Month: July 2007

Article: Sacrifice Is for Suckers


July 6, 2007, New York Times:

Op-Ed Columnist
Sacrifice Is for Suckers

On this Fourth of July, President Bush compared the Iraq war to the Revolutionary War, and called for “more patience, more courage and more sacrifice.” Unfortunately, it seems that nobody asked the obvious question: “What sacrifices have you and your friends made, Mr. President?”

On second thought, there would be no point in asking that question. In Mr. Bush’s world, only the little people make sacrifices.



Article: Bush Rationale on Libby Stirs Legal Debate (worth a read)


July 4, 2007, NY Times:

Bush Rationale on Libby Stirs Legal Debate

In commuting I. Lewis Libby Jr.’s 30-month prison sentence on Monday, President Bush drew on the same array of arguments about the federal sentencing system often made by defense lawyers — and routinely and strenuously opposed by his own Justice Department.


Article: Libby “Pre-Pardon” Shows Bush’s Double Standards (once again)


Libby’s sentence not unusually long
Though Bush calls the 30-month prison term ‘excessive,’ records show defendants convicted of similar crimes served jail time.
By Richard B. Schmitt and David G. Savage
Times Staff Writers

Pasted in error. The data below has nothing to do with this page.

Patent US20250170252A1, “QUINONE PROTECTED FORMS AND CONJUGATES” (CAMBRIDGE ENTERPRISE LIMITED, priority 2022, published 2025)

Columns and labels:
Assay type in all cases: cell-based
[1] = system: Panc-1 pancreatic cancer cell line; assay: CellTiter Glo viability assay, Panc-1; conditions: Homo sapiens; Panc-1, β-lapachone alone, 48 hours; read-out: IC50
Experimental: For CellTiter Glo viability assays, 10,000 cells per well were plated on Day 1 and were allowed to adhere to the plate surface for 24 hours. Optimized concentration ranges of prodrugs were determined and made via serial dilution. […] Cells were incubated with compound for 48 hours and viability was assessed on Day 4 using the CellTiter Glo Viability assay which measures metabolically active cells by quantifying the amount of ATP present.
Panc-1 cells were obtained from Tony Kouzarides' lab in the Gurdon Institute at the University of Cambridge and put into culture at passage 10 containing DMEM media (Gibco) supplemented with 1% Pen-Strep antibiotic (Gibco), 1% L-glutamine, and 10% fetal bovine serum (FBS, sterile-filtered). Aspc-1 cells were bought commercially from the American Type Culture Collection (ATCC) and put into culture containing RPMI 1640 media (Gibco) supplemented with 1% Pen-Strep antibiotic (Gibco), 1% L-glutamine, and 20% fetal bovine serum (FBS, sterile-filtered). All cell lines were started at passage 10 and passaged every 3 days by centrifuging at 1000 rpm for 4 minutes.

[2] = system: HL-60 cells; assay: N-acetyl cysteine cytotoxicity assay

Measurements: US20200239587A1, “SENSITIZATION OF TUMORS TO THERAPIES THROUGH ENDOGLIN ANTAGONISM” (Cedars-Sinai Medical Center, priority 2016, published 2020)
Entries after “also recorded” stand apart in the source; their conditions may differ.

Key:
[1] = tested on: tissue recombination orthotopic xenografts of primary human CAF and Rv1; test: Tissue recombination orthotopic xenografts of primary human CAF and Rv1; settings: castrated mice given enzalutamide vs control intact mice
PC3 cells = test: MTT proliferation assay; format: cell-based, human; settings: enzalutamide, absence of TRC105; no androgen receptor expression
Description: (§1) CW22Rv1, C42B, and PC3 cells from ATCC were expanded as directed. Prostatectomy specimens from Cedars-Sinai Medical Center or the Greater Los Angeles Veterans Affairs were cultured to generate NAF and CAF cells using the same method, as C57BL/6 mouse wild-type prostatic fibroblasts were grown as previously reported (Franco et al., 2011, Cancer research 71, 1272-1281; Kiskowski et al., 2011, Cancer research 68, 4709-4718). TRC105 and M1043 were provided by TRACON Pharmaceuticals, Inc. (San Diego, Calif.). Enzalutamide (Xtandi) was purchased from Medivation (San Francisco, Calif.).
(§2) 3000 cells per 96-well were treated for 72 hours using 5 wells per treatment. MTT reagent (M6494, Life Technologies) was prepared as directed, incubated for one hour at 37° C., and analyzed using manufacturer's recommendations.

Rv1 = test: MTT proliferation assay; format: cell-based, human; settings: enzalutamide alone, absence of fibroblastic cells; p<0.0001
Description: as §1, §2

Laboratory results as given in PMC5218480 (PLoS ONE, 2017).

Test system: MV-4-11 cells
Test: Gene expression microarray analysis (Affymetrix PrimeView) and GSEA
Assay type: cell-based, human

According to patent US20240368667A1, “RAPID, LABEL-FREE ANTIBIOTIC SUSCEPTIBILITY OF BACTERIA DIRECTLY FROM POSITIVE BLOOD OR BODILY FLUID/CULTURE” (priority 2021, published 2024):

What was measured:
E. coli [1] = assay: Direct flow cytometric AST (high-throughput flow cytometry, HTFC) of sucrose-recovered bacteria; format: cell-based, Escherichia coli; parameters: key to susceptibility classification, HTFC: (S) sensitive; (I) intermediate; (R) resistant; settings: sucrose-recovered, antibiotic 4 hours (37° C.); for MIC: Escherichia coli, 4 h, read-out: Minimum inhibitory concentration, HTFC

July 4, 2007

WASHINGTON — In commuting the sentence of I. Lewis “Scooter” Libby, President Bush said that the former vice presidential aide had suffered enough and that the 30-month prison term ordered up by a federal judge was “excessive.”

But records show that the Justice Department under the Bush administration frequently has sought sentences that are as long, or longer, in cases similar to Libby’s. Three-fourths of the 198 defendants sentenced in federal court last year for obstruction of justice — one of four crimes Libby was found guilty of in March — got some prison time. According to federal data, the average sentence defendants received for that charge alone was 70 months.


Article: Bush’s Iraq War: The Coalition of the Billing


Private contractors outnumber U.S. troops in Iraq
New U.S. data show how heavily the Bush administration has relied on corporations to carry out the occupation of the war-torn nation.
By T. Christian Miller
Times Staff Writer

July 4, 2007

The number of U.S.-paid private contractors in Iraq now exceeds that of American combat troops, newly released figures show, raising fresh questions about the privatization of the war effort and the government’s capacity to carry out military and rebuilding campaigns.


Bush to World: I’m Above the Law… You Lose, I Win. Suckers!

(click for larger image in popup window)

House Speaker Nancy Pelosi, D-Calif., said Bush’s decision showed the president “condones criminal conduct.”

Special Prosecutor Patrick Fitzgerald disputed the president’s assertion that the prison term was excessive. Libby was sentenced under the same laws as other criminals, Fitzgerald said. “It is fundamental to the rule of law that all citizens stand before the bar of justice as equals,” the prosecutor said.

Click through to read the entire article: